Why the British said no to Europe
John Pilger

The Hidden Billionaires behind Trump The Foreclosure King, The Three-Headed Dog From Hell and Goldman Sachs — Dennis J Bernstein interviews Greg Palast

Palast drags Donald Trump and John Paulson through the mud of their own creation.

Greg Palast
The Hidden Billionaires behind Trump The Foreclosure King, The Three-Headed Dog From Hell and Goldman Sachs
Dennis J Bernstein interviews Greg Palast for Nation of Change


The above link no longer works. Here a link to the podcast without transcript.

Mark Leonard — The Rise of Demotic Democracy in Europe

"Demotic democracy" is a euphemism for "rule of the rabble," demos meaning "people" in Greek.

This is the worst nightmare of the elite and the basis of conservatism as the principle that some are better than others.

Obviously, the elite will marshall all means available to counter the rise of the rabble, which threatens the end of their privilege.

Project Syndicate
The Rise of Demotic Democracy in Europe
Mark Leonard | Director of the European Council on Foreign Relations

Barkley Rosser — The Tale of the Dragon Slayer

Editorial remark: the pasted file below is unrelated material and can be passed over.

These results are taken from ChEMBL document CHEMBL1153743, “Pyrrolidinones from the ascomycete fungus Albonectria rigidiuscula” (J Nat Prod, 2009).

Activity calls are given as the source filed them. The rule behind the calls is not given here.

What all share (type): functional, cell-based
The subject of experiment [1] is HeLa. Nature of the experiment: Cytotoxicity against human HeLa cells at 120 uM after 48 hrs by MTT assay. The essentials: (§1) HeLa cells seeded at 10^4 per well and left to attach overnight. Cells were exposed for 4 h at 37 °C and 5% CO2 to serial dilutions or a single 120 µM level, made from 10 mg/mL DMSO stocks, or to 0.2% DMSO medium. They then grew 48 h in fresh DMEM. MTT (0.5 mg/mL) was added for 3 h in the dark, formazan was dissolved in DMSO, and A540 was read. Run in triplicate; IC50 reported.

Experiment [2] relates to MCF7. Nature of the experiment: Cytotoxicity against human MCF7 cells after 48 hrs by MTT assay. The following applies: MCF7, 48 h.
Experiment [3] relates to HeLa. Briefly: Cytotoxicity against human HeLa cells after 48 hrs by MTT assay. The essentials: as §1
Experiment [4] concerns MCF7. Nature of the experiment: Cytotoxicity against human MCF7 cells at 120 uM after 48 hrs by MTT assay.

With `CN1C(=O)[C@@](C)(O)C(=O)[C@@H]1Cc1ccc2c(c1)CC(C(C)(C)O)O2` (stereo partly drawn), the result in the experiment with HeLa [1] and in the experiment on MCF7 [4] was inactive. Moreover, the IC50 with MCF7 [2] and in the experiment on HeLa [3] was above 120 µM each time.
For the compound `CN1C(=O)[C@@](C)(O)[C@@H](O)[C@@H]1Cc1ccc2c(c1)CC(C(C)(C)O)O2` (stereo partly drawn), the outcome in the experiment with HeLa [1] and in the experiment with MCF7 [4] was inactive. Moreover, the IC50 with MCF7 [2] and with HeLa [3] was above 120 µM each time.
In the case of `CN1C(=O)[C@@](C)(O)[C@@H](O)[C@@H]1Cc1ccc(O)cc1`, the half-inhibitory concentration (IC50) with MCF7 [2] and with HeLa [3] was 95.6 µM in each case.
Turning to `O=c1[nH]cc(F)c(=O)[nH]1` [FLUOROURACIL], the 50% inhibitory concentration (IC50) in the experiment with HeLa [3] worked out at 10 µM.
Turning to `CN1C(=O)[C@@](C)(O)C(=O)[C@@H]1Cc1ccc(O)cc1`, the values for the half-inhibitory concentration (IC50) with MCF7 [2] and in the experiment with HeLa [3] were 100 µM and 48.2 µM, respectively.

Black humor. And it's short.

The Tale of the Dragon Slayer
J. Barkley Rosser | Professor of Economics and Business Administration James Madison University

The Minskys — The Job Guarantee: The Coolest Economic Policy You Never Heard Of

When you think of economic issues what are the first things that come to mind? Poverty, inequality, unemployment, inflation, and crisis are all common answers to the question. Wouldn’t it be great if there was a policy that could address all of those issues (and more) in a cost-effective manner? In this piece I will give a very brief introduction to Job Guarantee (JG) schemes, the proverbial economic silver bullet.…
The Minskys — an economics blog created by graduate students from the Levy Economics Institute